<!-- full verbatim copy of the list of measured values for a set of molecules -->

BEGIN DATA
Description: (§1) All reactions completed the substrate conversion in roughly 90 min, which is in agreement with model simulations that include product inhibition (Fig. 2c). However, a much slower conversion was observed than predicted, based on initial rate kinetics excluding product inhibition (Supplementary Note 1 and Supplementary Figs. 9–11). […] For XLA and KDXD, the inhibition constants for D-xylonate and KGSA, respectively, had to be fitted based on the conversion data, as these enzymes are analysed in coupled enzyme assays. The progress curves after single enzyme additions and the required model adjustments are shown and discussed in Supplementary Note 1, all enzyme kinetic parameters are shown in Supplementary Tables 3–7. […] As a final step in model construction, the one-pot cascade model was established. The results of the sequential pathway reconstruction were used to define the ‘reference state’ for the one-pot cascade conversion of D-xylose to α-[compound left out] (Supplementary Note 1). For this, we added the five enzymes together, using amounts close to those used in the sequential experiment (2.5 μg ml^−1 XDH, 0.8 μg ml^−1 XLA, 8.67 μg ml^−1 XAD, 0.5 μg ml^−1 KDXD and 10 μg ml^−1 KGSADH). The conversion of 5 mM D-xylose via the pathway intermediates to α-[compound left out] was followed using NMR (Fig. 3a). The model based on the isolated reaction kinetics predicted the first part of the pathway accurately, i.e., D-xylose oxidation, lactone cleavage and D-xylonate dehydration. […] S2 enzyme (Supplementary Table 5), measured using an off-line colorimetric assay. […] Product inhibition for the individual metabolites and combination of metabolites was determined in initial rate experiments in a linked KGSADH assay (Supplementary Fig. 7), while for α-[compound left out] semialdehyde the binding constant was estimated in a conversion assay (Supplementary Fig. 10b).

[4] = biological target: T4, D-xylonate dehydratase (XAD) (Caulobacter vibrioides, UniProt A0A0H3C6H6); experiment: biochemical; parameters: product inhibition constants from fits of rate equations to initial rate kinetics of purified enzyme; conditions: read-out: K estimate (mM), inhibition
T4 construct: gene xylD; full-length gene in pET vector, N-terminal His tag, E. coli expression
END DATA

Description: (§1) All reactions completed the substrate conversion in roughly 90 min, which is in agreement with model simulations that include product inhibition (Fig. 2c). However, a much slower conversion was observed than predicted, based on initial rate kinetics excluding product inhibition (Supplementary Note 1 and Supplementary Figs. 9–11). […] For XLA and KDXD, the inhibition constants for D-xylonate and KGSA, respectively, had to be fitted based on the conversion data, as these enzymes are analysed in coupled enzyme assays. The progress curves after single enzyme additions and the required model adjustments are shown and discussed in Supplementary Note 1, all enzyme kinetic parameters are shown in Supplementary Tables 3–7. […] As a final step in model construction, the one-pot cascade model was established. The results of the sequential pathway reconstruction were used to define the ‘reference state’ for the one-pot cascade conversion of D-xylose to α-[compound left out] (Supplementary Note 1). For this, we added the five enzymes together, using amounts close to those used in the sequential experiment (2.5 μg ml^−1 XDH, 0.8 μg ml^−1 XLA, 8.67 μg ml^−1 XAD, 0.5 μg ml^−1 KDXD and 10 μg ml^−1 KGSADH). The conversion of 5 mM D-xylose via the pathway intermediates to α-[compound left out] was followed using NMR (Fig. 3a). The model based on the isolated reaction kinetics predicted the first part of the pathway accurately, i.e., D-xylose oxidation, lactone cleavage and D-xylonate dehydration. […] S2 enzyme (Supplementary Table 5), measured using an off-line colorimetric assay. […] Product inhibition for the individual metabolites and combination of metabolites was determined in initial rate experiments in a linked KGSADH assay (Supplementary Fig. 7), while for α-[compound left out] semialdehyde the binding constant was estimated in a conversion assay (Supplementary Fig. 10b).

[4] = biological target: T4, D-xylonate dehydratase (XAD) (Caulobacter vibrioides, UniProt A0A0H3C6H6); experiment: biochemical; parameters: product inhibition constants from fits of rate equations to initial rate kinetics of purified enzyme; conditions: read-out: K estimate (mM), inhibition
T4 construct: gene xylD; full-length gene in pET vector, N-terminal His tag, E. coli expression